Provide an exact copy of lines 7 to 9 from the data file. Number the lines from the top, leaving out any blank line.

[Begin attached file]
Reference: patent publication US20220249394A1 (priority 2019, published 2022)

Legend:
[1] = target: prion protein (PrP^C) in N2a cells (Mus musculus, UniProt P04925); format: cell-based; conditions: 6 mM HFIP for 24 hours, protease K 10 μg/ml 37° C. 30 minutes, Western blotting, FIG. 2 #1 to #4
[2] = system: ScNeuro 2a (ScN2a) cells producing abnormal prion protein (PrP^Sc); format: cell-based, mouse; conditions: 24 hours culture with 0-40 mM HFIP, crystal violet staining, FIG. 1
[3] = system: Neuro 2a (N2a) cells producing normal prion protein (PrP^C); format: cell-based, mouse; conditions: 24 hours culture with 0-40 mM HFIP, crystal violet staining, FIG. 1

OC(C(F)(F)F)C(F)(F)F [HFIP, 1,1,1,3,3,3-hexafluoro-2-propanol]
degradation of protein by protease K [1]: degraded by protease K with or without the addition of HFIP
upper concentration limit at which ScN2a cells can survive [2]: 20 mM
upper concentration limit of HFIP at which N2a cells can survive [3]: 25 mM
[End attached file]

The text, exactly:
degradation of protein by protease K [1]: degraded by protease K with or without the addition of HFIP
upper concentration limit at which ScN2a cells can survive [2]: 20 mM
upper concentration limit of HFIP at which N2a cells can survive [3]: 25 mM